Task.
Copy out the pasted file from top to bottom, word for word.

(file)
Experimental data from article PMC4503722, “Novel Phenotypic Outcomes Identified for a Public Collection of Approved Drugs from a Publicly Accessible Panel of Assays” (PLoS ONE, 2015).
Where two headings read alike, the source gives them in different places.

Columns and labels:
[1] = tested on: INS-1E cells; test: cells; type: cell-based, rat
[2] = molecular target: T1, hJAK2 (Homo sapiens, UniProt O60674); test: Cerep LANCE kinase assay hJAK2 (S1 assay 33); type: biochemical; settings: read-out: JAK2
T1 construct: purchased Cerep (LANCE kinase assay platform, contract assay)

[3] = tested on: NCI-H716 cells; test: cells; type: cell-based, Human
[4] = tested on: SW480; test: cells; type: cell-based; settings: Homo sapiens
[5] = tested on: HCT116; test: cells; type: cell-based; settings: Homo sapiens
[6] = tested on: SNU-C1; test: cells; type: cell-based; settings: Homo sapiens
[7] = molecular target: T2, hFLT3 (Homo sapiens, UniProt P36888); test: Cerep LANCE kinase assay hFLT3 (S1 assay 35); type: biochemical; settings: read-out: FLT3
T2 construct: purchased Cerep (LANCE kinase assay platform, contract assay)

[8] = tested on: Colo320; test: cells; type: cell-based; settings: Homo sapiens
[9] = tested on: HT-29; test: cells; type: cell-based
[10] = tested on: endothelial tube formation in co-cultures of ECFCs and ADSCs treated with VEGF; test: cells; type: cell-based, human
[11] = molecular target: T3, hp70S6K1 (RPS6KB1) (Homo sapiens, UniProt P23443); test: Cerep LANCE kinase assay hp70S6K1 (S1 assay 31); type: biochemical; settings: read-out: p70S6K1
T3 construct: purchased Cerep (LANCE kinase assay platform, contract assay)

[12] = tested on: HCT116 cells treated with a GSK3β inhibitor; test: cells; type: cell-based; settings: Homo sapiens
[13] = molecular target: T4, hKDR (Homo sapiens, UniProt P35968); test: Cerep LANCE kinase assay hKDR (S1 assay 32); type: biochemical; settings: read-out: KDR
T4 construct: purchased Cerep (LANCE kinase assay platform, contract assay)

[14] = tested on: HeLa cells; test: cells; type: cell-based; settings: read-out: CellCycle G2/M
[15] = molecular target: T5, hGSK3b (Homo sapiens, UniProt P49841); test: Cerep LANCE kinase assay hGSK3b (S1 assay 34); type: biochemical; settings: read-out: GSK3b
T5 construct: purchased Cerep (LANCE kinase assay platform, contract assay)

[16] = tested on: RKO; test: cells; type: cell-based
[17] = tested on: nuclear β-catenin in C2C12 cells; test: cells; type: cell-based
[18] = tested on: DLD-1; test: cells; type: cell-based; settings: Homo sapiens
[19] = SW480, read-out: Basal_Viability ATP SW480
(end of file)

Experimental data from article PMC4503722, “Novel Phenotypic Outcomes Identified for a Public Collection of Approved Drugs from a Publicly Accessible Panel of Assays” (PLoS ONE, 2015).
Where two headings read alike, the source gives them in different places.

Columns and labels:
[1] = tested on: INS-1E cells; test: cells; type: cell-based, rat
[2] = molecular target: T1, hJAK2 (Homo sapiens, UniProt O60674); test: Cerep LANCE kinase assay hJAK2 (S1 assay 33); type: biochemical; settings: read-out: JAK2
T1 construct: purchased Cerep (LANCE kinase assay platform, contract assay)

[3] = tested on: NCI-H716 cells; test: cells; type: cell-based, Human
[4] = tested on: SW480; test: cells; type: cell-based; settings: Homo sapiens
[5] = tested on: HCT116; test: cells; type: cell-based; settings: Homo sapiens
[6] = tested on: SNU-C1; test: cells; type: cell-based; settings: Homo sapiens
[7] = molecular target: T2, hFLT3 (Homo sapiens, UniProt P36888); test: Cerep LANCE kinase assay hFLT3 (S1 assay 35); type: biochemical; settings: read-out: FLT3
T2 construct: purchased Cerep (LANCE kinase assay platform, contract assay)

[8] = tested on: Colo320; test: cells; type: cell-based; settings: Homo sapiens
[9] = tested on: HT-29; test: cells; type: cell-based
[10] = tested on: endothelial tube formation in co-cultures of ECFCs and ADSCs treated with VEGF; test: cells; type: cell-based, human
[11] = molecular target: T3, hp70S6K1 (RPS6KB1) (Homo sapiens, UniProt P23443); test: Cerep LANCE kinase assay hp70S6K1 (S1 assay 31); type: biochemical; settings: read-out: p70S6K1
T3 construct: purchased Cerep (LANCE kinase assay platform, contract assay)

[12] = tested on: HCT116 cells treated with a GSK3β inhibitor; test: cells; type: cell-based; settings: Homo sapiens
[13] = molecular target: T4, hKDR (Homo sapiens, UniProt P35968); test: Cerep LANCE kinase assay hKDR (S1 assay 32); type: biochemical; settings: read-out: KDR
T4 construct: purchased Cerep (LANCE kinase assay platform, contract assay)

[14] = tested on: HeLa cells; test: cells; type: cell-based; settings: read-out: CellCycle G2/M
[15] = molecular target: T5, hGSK3b (Homo sapiens, UniProt P49841); test: Cerep LANCE kinase assay hGSK3b (S1 assay 34); type: biochemical; settings: read-out: GSK3b
T5 construct: purchased Cerep (LANCE kinase assay platform, contract assay)

[16] = tested on: RKO; test: cells; type: cell-based
[17] = tested on: nuclear β-catenin in C2C12 cells; test: cells; type: cell-based
[18] = tested on: DLD-1; test: cells; type: cell-based; settings: Homo sapiens
[19] = SW480, read-out: Basal_Viability ATP SW480